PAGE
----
Getting a Proper Total Page Count

by Allen Wyatt
(last updated August 10, 2013)

Melissa has a document that begins with a title page. She wants the pages numbered beginning with 1, but that is actually the second page of the document. (The title page isn't counted in the page count.) She got the page numbering to start correctly for her first page, but her footer now says "Page 1 of 80," "Page 2 of 80," etc. It should only show 79 pages, again because of the title page. Melissa wonders how she can get the total page count, as shown in the footer, to be correct.

The type of page numbers that Melissa is working with are generally called "X of Y" page numbers. The X represents the current page numbers, while Y represents the total. You generally construct this type of page number in one of two ways. First, you can create your own page numbers in this way by using field codes. Assuming you already know how to add field codes to your document, the finished code would look something like this:

Page { PAGE } of { NUMPAGES }

Once collapsed, the first field code displays the current page number and the second displays the total number of pages in the document. This brings us to the second way to insert the "X of Y" page numbers—using the pre-defined page number formats in Word.

You insert these by using the Page Number tool, which can appear on various ribbon tabs. (Most notably it appears on the Insert tab of the ribbon, in the Header & Footer group, and if you are working within a header or footer, on the Design tab of the ribbon, in the Header & Footer group.) The choices presented by the Page Number tool include a Page X of Y group that provides different ways to insert the formatted page number. When you make one of these choices, the result is a field similar to the following:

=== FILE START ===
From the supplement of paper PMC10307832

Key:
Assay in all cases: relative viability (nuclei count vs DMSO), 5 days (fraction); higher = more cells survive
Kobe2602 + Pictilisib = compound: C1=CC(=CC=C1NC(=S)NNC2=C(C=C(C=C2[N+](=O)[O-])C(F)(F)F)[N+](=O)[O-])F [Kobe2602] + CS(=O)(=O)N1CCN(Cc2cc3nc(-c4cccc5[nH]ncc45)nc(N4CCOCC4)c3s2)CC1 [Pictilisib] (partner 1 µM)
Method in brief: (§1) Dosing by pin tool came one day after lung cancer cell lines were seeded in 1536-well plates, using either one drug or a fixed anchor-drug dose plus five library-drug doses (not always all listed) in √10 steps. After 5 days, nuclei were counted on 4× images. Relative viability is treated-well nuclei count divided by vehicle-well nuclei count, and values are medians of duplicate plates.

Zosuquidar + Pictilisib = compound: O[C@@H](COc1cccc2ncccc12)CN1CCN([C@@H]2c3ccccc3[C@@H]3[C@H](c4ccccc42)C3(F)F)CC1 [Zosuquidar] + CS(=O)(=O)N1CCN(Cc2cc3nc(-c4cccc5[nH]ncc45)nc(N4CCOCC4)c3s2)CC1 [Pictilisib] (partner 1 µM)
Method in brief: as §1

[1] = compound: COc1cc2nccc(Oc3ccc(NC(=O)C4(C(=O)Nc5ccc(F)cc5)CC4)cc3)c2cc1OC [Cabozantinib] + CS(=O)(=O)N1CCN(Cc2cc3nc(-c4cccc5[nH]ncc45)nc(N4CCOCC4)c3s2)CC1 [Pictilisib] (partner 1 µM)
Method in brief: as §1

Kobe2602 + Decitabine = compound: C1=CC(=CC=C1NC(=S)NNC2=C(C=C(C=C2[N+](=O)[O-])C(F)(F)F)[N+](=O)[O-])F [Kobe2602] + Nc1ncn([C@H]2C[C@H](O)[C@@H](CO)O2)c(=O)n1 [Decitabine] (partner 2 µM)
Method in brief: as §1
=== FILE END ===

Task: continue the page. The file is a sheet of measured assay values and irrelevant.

Page { PAGE \* Arabic \* MERGEFORMAT } of { NUMPAGES \* Arabic \* MERGEFORMAT }

This field code looks much longer than the handcrafted one presented earlier, but it is essentially the same; it just has a few switches added for each of the field codes.

Melissa's page layout most likely includes a section break between the title page and the first real page of the document. This assumption seems appropriate since Melissa indicated that she was able to basically suppress (hide) the page numbers on the title page and have the first real page start with page 1. The problem is that the field codes to get the desired "X of Y" type of page numbers use the NUMPAGES field. If your document has only two sections in it (one for the title page and the other for the rest of the document) you can simply change the NUMPAGES field to the SECTIONPAGES field. This field returns the total number of pages in the section (the main body of the document) instead of the total page count for the document. Your field code would, essentially, look like this:

Page { PAGE } of { SECTIONPAGES }

You can make the change by simply positioning the insertion pointer in the footer, next to the page numbers, and pressing Alt+F9. This displays all the field codes in the document instead of the field code results. Just make the change to the second field, replacing the letters "NUM" with "SECTION". Press Alt+F9 again, and your page numbering should be correct, showing Page 1 of 79.

This approach will not work, however, if you have more than the single section break in your document. In that case you'll need to simply make a bit more complex change to the field codes used for the page number. Follow these steps:

  1. Position the insertion point just before the Y page number. At this point the field is probably highlighted automatically by Word.
  2. Delete the Y page number field.